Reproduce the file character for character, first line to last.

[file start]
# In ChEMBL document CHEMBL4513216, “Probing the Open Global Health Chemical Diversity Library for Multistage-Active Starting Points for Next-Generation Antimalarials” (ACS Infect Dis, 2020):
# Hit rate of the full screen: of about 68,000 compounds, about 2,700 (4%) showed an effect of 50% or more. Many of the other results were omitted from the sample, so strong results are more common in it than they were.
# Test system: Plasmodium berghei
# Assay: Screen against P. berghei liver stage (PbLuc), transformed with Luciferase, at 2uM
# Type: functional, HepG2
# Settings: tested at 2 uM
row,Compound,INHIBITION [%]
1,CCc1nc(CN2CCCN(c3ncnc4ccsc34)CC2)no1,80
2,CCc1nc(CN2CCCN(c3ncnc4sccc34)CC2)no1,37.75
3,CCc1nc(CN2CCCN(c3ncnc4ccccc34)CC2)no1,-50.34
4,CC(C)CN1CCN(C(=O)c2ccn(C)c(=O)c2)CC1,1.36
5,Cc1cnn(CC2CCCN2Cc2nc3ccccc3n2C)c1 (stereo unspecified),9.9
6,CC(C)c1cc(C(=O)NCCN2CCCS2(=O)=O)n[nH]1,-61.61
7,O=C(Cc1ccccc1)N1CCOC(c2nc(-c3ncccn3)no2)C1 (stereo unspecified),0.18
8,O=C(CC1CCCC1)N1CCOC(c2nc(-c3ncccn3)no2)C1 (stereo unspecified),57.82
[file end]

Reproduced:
# In ChEMBL document CHEMBL4513216, “Probing the Open Global Health Chemical Diversity Library for Multistage-Active Starting Points for Next-Generation Antimalarials” (ACS Infect Dis, 2020):
# Hit rate of the full screen: of about 68,000 compounds, about 2,700 (4%) showed an effect of 50% or more. Many of the other results were omitted from the sample, so strong results are more common in it than they were.
# Test system: Plasmodium berghei
# Assay: Screen against P. berghei liver stage (PbLuc), transformed with Luciferase, at 2uM
# Type: functional, HepG2
# Settings: tested at 2 uM
row,Compound,INHIBITION [%]
1,CCc1nc(CN2CCCN(c3ncnc4ccsc34)CC2)no1,80
2,CCc1nc(CN2CCCN(c3ncnc4sccc34)CC2)no1,37.75
3,CCc1nc(CN2CCCN(c3ncnc4ccccc34)CC2)no1,-50.34
4,CC(C)CN1CCN(C(=O)c2ccn(C)c(=O)c2)CC1,1.36
5,Cc1cnn(CC2CCCN2Cc2nc3ccccc3n2C)c1 (stereo unspecified),9.9
6,CC(C)c1cc(C(=O)NCCN2CCCS2(=O)=O)n[nH]1,-61.61
7,O=C(Cc1ccccc1)N1CCOC(c2nc(-c3ncccn3)no2)C1 (stereo unspecified),0.18
8,O=C(CC1CCCC1)N1CCOC(c2nc(-c3ncccn3)no2)C1 (stereo unspecified),57.82